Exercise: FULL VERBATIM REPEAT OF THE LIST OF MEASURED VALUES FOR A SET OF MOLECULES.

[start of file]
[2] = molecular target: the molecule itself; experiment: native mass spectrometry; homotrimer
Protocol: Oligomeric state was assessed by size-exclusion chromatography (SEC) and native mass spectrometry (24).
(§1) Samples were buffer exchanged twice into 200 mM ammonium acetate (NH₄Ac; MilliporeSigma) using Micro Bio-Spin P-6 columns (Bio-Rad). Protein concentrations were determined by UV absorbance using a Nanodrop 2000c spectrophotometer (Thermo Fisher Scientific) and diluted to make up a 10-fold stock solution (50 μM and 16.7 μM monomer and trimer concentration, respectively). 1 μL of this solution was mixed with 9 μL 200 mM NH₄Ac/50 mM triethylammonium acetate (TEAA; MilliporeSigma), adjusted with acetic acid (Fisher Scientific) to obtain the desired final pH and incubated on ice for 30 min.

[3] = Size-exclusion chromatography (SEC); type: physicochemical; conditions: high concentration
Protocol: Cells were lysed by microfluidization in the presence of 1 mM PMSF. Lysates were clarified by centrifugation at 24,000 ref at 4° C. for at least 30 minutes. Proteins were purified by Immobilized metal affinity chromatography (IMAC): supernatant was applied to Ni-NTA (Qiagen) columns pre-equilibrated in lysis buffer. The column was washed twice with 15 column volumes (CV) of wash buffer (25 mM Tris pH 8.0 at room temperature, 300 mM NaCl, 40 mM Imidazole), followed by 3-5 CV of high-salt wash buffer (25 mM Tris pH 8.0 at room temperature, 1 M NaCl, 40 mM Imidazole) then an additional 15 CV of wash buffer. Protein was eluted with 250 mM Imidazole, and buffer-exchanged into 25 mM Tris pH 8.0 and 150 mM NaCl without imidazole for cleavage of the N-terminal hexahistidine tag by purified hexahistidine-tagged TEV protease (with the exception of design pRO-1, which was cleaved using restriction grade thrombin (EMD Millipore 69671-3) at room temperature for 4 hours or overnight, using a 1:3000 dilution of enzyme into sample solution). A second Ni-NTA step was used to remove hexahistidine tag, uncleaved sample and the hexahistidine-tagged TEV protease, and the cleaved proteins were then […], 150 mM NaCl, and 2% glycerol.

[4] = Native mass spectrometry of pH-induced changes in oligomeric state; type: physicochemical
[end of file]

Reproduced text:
[2] = molecular target: the molecule itself; experiment: native mass spectrometry; homotrimer
Protocol: Oligomeric state was assessed by size-exclusion chromatography (SEC) and native mass spectrometry (24).
(§1) Samples were buffer exchanged twice into 200 mM ammonium acetate (NH₄Ac; MilliporeSigma) using Micro Bio-Spin P-6 columns (Bio-Rad). Protein concentrations were determined by UV absorbance using a Nanodrop 2000c spectrophotometer (Thermo Fisher Scientific) and diluted to make up a 10-fold stock solution (50 μM and 16.7 μM monomer and trimer concentration, respectively). 1 μL of this solution was mixed with 9 μL 200 mM NH₄Ac/50 mM triethylammonium acetate (TEAA; MilliporeSigma), adjusted with acetic acid (Fisher Scientific) to obtain the desired final pH and incubated on ice for 30 min.

[3] = Size-exclusion chromatography (SEC); type: physicochemical; conditions: high concentration
Protocol: Cells were lysed by microfluidization in the presence of 1 mM PMSF. Lysates were clarified by centrifugation at 24,000 ref at 4° C. for at least 30 minutes. Proteins were purified by Immobilized metal affinity chromatography (IMAC): supernatant was applied to Ni-NTA (Qiagen) columns pre-equilibrated in lysis buffer. The column was washed twice with 15 column volumes (CV) of wash buffer (25 mM Tris pH 8.0 at room temperature, 300 mM NaCl, 40 mM Imidazole), followed by 3-5 CV of high-salt wash buffer (25 mM Tris pH 8.0 at room temperature, 1 M NaCl, 40 mM Imidazole) then an additional 15 CV of wash buffer. Protein was eluted with 250 mM Imidazole, and buffer-exchanged into 25 mM Tris pH 8.0 and 150 mM NaCl without imidazole for cleavage of the N-terminal hexahistidine tag by purified hexahistidine-tagged TEV protease (with the exception of design pRO-1, which was cleaved using restriction grade thrombin (EMD Millipore 69671-3) at room temperature for 4 hours or overnight, using a 1:3000 dilution of enzyme into sample solution). A second Ni-NTA step was used to remove hexahistidine tag, uncleaved sample and the hexahistidine-tagged TEV protease, and the cleaved proteins were then […], 150 mM NaCl, and 2% glycerol.

[4] = Native mass spectrometry of pH-induced changes in oligomeric state; type: physicochemical